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Tuesday, May 3, 2016

Seniors offered limits on tax bills

Monday, December 15, 2008

(Photo)
Mary Jo Alumbaugh
Seniors in Clay County have the opportunity to limit how much their tax bills can go up from one year to the next.

The new income-based credit for senior homeowners older than 65 will prevent property taxes from increasing more than 2 percent from the previous year's bill. This credit is in addition to the current tax caps set by House Bill 1001 at 1.5 percent of a homes assessed value in 2009 and 1 percent in 2010.

"For those who are already receiving the Over 65 tax exemption, we are filing the information for them," Clay County Auditor Mary Jo Alumbaugh said. "However, those who are not receiving the exemption and think they may be eligible are encouraged to file for it."

Alumbaugh added homeowners must be at least 65 by Dec. 31, which is also the deadline to file, and have a gross adjusted income of $30,000 for single filings and $40,000 for joint filings.

"Because there are income limits involved, those wanting to file for the credit must bring in their 1040 tax return from 2007," she said. "Also, the gross assessed value of the homestead cannot exceed $160,000, but those already receiving the Over 65 exemption do not need to apply for the credit."

The new credit took effect July 1, but state agencies took a while to settle on the rules governing it.

Alumbaugh said the Auditor's Office is happy to file the information for those already receiving the Over 65 exemption and encourage those wanting to file for the credit for the first time to contact the office before going to the courthouse.

"We encourage the calls first so that seniors won't have to make an unnecessary or second trip to the courthouse, especially because the streets can become slick in winter," she said. "Also, I want to emphasize that this is not an additional deduction."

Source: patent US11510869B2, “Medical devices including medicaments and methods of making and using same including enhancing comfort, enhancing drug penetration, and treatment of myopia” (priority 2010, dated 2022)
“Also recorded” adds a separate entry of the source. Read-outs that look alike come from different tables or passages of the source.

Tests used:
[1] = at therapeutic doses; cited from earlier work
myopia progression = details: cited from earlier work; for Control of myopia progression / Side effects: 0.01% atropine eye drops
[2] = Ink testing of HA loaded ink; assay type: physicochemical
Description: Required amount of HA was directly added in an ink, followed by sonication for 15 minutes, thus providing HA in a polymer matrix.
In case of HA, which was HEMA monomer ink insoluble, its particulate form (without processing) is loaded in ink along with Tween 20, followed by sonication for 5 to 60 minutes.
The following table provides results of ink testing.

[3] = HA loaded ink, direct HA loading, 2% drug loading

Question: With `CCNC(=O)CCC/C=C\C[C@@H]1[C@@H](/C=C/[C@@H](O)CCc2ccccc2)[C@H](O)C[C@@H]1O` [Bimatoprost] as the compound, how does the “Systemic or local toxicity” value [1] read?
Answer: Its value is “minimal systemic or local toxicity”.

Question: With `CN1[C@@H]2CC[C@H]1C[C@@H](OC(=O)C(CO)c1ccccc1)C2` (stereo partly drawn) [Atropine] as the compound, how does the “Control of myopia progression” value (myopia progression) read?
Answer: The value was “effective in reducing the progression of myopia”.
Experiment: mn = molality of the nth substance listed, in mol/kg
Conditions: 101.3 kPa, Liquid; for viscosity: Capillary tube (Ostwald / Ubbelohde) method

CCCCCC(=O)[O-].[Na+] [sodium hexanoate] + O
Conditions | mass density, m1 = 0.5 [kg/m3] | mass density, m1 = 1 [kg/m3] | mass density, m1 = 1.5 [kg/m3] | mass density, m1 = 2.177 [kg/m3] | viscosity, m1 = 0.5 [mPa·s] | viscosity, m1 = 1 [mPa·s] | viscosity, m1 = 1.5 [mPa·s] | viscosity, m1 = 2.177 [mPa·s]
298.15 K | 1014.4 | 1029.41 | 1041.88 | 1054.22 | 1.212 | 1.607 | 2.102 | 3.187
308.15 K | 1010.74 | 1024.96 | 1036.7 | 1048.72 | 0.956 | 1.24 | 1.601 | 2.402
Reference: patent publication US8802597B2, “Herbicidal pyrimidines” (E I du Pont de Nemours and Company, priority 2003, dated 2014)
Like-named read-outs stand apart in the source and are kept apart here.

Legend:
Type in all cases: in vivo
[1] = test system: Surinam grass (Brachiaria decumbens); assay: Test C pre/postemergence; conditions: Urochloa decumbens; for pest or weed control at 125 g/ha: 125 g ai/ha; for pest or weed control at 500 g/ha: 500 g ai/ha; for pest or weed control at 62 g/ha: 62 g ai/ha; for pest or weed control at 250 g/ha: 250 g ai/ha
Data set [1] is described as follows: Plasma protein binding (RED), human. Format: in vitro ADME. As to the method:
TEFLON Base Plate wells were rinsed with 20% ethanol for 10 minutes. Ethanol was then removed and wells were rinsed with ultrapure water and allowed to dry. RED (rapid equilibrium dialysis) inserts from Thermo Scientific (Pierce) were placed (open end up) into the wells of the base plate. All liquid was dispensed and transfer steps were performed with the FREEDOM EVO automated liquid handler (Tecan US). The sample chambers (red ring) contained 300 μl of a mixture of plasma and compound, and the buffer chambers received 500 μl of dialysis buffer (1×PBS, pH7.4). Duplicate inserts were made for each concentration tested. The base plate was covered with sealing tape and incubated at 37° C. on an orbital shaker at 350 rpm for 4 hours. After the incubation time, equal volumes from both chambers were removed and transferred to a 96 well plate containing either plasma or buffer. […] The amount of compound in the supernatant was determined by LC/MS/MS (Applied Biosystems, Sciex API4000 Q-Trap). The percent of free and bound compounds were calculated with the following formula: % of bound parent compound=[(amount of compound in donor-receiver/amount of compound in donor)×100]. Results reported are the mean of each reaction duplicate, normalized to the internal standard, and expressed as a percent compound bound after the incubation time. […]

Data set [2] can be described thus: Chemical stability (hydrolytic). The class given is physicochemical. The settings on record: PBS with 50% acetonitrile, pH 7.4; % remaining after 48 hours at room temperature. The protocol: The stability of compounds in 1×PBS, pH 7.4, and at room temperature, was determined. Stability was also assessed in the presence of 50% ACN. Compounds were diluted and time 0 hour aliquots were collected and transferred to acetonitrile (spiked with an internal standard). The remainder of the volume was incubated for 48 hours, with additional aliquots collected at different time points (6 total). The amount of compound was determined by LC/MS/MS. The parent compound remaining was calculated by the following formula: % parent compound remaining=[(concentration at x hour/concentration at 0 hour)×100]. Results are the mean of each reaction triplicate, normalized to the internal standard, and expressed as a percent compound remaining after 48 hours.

For more information about the credit, contact the Clay County Auditor's Office at 448-9001. The Auditor's Office is located on the first floor of the Clay County Courthouse in Room 105.


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Yes, and just wait till the towns have to cut services that we are accustomed to having, I know personally about severe cuts made in a town north of here so they are down to 1 ambulance, cut 3 cops from the payroll and working on cutting fire dept. Where is the money going to come from?????? I agree, Seniors income is limited, then again who's isn't?

-- Posted by Centered on Mon, Dec 15, 2008, at 7:10 PM

Cut the taxes and the services. I don't use any of the "services" they offer and they are too pricey. I don't get a break for giving my kids a better education at home and they won't keep my road fixed anyway so why would I care about cutting services? Regardless, I'd rather pick and pay (wisely) for just what I use instead of paying out the wazoo for government waste and the socialist bundle we have now which favors the lazy. Property taxes are voluntary anyway. Wish more people would read the law instead of simply paying. You can't legally tax a right. You have the right to own property. Look it up. Try "land grant sandwich" for starters. This socialist country we live in is veering off into the ditch. SOMEBODY needs to grab the wheel! Call the auditors office and ask about it. They'll give you a nervous "Uh, we, uh, don't, uh, know anything about that..." or they'll lie and say, "It doesn't apply..." But, do you really believe either one? I wouldn't want people to know the truth either if my job depended on it. (...actually it does, but I can find another job.)

-- Posted by TheRider on Tue, Dec 16, 2008, at 10:02 AM

Taxes are voluntary?????

-- Posted by sassypants on Tue, Dec 16, 2008, at 2:37 PM

Voluntary, by law. Required by mass hysteria. Go to google, punch in "land grant sandwich" and do some reading. EVERY court battle has lost against a land grant case. A case that any individual that owns their property free and clear can make. Everyone that owns real (land) property can trace it back to the original land grant regardless of how big the property is. Once you get the land grant you have to fight in court to prove it. Once you do, they'll seal the records and arrest you for "corruption of the court" if you tell anyone what happened. Some "justice system" we have, huh? Land grant cases have stood up to every single state and local constitution or statute in the USA. But, I'll never be able to prove it since they *ALWAYS* seal the records and put a restraining order on the people that win. Can't imagine why, can you? Socialism sucks. An unjust court system sucks more.

-- Posted by TheRider on Tue, Dec 16, 2008, at 4:57 PM


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